Worth A Read – Ian McEwan’s “Solar”

In a previous post I mentioned that I was excited by the upcoming publication of a novel by Ian McEwan that was inspired by the issues of climate change.  Well, the book has arrived.  I have just finished reading it on my new-ish Kindle (no paper to waste, no shipping charges, lower prices for the books, no outrageous AT&T wireless charges as for the iPad, etc, etc).

The book is worth a read – with some qualifications.

"Solar" - Ian McEwan's new book inspired by climate change

"Solar" - Ian McEwan's new book inspired by climate change

Some parts of the book show McEwan at his best. The development of the selfish, self-centred, ‘human’ character of the main protagonist, Nobel Prize winning physicist Michael Beard, is vintage McEwan. In this book climate change issues form the backdrop for the novel but they are not front and center in the novel. As many of McEwan’s novels, this is a novel about the human condition – not a novel about climate change. Yet, climate change is the thread that runs through the novel – in some places easily and elegantly, in others seeming more like an add-on. Speeches and discussions on the intricacies of climate change and possible solutions sometimes seem pasted on to the main plot, interrupting rather than enhancing the flow of the book.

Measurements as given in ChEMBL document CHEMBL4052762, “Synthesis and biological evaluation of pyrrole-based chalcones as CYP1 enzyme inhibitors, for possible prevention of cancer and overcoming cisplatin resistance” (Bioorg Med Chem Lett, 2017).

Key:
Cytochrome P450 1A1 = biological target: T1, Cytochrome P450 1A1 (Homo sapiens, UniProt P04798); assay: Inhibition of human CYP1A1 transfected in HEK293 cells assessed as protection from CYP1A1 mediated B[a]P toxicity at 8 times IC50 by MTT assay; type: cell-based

McEwan has clearly done his research – an in some depth. But it is not clear to me why he has to submit his readers to the tedium of the intricate detail of particle physics. He seems to have forgotten his own advice when saying that part of the issue with trying to communicate climate change issues is that all the jargon puts people off. In an interview prior to publication, he stated: “Even writing sentences about splitting water into hydrogen and oxygen, already I know that about half the readers [will] see the names of those gases and their minds white out. Just seeing the word hydrogen they panic”.  You can imagine how my eyes and mind whited out when I came across this passage – and many more like it:

“…made elliptical references to BLG or some overwrought arcana in M-theory or Nambu-Lie 3-algebra as if it were not a change of subject.”

Still, given that, the book shows some vintage McEwan skills with the thoroughly unpleasant character of Michael Beard creates humor out of his very baseness. Apart from increasing the profile of climate change and, maybe, getting some to think about it further, the book also contains some points that should cause environmental and climate change enthusiasts to pause for reflection.

For those who have adopted the moral high ground and think of themselves as superior do-gooders, here is some advice worth taking when thinking about solutions:

“The matter has to move beyond virtue. Virtue is too passive, too narrow. Virtue can motivate individuals, but for groups, societies, a whole civilization, it’s a weak force. Nations are never virtuous, though they might think they are. For humanity en masse, greed trumps virtue. So we have to welcome into our solutions the ordinary compulsions of self interest, and also celebrate novelty, the thrill of invention, the pleasures of ingenuity and cooperation, the satisfaction of profit.”